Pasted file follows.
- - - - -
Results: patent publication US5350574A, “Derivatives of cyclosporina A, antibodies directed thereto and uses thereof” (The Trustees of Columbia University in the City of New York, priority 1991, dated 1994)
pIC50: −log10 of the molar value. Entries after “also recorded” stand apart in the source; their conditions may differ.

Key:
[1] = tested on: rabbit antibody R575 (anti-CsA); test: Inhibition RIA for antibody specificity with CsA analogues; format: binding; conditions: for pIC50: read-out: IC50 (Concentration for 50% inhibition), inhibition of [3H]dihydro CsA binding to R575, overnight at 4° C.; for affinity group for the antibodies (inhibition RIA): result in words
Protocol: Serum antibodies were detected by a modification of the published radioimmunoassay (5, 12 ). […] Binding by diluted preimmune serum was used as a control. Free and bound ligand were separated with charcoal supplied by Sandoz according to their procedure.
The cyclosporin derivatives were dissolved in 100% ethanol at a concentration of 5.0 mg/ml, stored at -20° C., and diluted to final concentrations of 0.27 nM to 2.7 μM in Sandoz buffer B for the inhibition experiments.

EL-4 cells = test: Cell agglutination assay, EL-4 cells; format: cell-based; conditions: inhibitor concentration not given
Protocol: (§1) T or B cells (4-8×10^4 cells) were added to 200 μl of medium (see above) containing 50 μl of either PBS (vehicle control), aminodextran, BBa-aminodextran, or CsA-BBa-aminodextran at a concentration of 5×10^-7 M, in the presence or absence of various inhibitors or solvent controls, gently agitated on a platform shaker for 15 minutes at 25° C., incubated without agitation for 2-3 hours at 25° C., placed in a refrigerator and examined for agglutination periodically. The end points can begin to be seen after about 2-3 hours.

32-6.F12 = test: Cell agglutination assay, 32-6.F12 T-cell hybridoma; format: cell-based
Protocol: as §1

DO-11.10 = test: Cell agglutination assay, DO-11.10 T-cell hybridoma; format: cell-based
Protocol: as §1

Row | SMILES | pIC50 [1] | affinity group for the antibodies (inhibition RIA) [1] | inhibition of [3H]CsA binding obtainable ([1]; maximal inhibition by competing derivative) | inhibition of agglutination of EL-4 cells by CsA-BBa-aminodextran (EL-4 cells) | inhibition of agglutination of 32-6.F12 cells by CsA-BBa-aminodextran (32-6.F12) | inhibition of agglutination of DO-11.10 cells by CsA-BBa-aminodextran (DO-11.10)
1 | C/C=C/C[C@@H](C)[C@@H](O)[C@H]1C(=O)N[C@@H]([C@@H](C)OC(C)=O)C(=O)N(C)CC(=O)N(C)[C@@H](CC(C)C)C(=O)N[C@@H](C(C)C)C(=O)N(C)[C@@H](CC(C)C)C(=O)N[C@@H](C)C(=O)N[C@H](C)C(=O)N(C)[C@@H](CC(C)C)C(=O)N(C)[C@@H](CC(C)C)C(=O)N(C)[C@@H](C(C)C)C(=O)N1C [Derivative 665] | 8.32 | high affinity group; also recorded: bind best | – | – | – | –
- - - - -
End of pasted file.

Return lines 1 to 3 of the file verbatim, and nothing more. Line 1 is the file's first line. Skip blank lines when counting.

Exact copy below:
Results: patent publication US5350574A, “Derivatives of cyclosporina A, antibodies directed thereto and uses thereof” (The Trustees of Columbia University in the City of New York, priority 1991, dated 1994)
pIC50: −log10 of the molar value. Entries after “also recorded” stand apart in the source; their conditions may differ.

Key: